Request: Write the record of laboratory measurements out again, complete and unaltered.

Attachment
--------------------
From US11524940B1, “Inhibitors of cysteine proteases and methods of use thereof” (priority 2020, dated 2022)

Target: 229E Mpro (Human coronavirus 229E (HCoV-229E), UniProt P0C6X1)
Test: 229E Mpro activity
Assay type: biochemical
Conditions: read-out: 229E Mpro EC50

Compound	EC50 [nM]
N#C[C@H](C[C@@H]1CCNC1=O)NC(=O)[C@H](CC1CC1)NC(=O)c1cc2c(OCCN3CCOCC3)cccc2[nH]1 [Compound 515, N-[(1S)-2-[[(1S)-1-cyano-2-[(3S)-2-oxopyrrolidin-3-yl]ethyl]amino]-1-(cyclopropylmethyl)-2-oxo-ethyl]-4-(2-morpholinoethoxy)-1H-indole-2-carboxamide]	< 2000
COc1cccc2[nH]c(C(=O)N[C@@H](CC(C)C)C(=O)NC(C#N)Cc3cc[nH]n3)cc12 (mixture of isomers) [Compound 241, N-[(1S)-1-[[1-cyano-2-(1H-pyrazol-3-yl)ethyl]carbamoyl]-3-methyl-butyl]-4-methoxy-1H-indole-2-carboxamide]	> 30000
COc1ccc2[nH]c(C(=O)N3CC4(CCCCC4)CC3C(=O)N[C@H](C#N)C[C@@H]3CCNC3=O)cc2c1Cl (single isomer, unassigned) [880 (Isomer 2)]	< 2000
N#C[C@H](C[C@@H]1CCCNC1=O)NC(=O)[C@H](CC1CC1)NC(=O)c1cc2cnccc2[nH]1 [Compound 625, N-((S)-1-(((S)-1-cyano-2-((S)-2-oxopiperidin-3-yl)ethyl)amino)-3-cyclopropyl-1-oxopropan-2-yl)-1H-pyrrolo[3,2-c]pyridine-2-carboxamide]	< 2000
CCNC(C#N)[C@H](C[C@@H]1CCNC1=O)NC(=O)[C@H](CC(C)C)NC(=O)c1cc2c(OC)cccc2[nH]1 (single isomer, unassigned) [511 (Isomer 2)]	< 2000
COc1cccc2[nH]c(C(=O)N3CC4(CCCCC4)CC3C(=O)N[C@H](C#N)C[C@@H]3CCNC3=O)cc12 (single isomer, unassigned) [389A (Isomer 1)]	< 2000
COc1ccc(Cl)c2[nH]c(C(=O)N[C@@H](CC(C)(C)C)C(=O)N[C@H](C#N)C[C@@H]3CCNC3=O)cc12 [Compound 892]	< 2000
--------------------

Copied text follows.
From US11524940B1, “Inhibitors of cysteine proteases and methods of use thereof” (priority 2020, dated 2022)

Target: 229E Mpro (Human coronavirus 229E (HCoV-229E), UniProt P0C6X1)
Test: 229E Mpro activity
Assay type: biochemical
Conditions: read-out: 229E Mpro EC50

Compound	EC50 [nM]
N#C[C@H](C[C@@H]1CCNC1=O)NC(=O)[C@H](CC1CC1)NC(=O)c1cc2c(OCCN3CCOCC3)cccc2[nH]1 [Compound 515, N-[(1S)-2-[[(1S)-1-cyano-2-[(3S)-2-oxopyrrolidin-3-yl]ethyl]amino]-1-(cyclopropylmethyl)-2-oxo-ethyl]-4-(2-morpholinoethoxy)-1H-indole-2-carboxamide]	< 2000
COc1cccc2[nH]c(C(=O)N[C@@H](CC(C)C)C(=O)NC(C#N)Cc3cc[nH]n3)cc12 (mixture of isomers) [Compound 241, N-[(1S)-1-[[1-cyano-2-(1H-pyrazol-3-yl)ethyl]carbamoyl]-3-methyl-butyl]-4-methoxy-1H-indole-2-carboxamide]	> 30000
COc1ccc2[nH]c(C(=O)N3CC4(CCCCC4)CC3C(=O)N[C@H](C#N)C[C@@H]3CCNC3=O)cc2c1Cl (single isomer, unassigned) [880 (Isomer 2)]	< 2000
N#C[C@H](C[C@@H]1CCCNC1=O)NC(=O)[C@H](CC1CC1)NC(=O)c1cc2cnccc2[nH]1 [Compound 625, N-((S)-1-(((S)-1-cyano-2-((S)-2-oxopiperidin-3-yl)ethyl)amino)-3-cyclopropyl-1-oxopropan-2-yl)-1H-pyrrolo[3,2-c]pyridine-2-carboxamide]	< 2000
CCNC(C#N)[C@H](C[C@@H]1CCNC1=O)NC(=O)[C@H](CC(C)C)NC(=O)c1cc2c(OC)cccc2[nH]1 (single isomer, unassigned) [511 (Isomer 2)]	< 2000
COc1cccc2[nH]c(C(=O)N3CC4(CCCCC4)CC3C(=O)N[C@H](C#N)C[C@@H]3CCNC3=O)cc12 (single isomer, unassigned) [389A (Isomer 1)]	< 2000
COc1ccc(Cl)c2[nH]c(C(=O)N[C@@H](CC(C)(C)C)C(=O)N[C@H](C#N)C[C@@H]3CCNC3=O)cc12 [Compound 892]	< 2000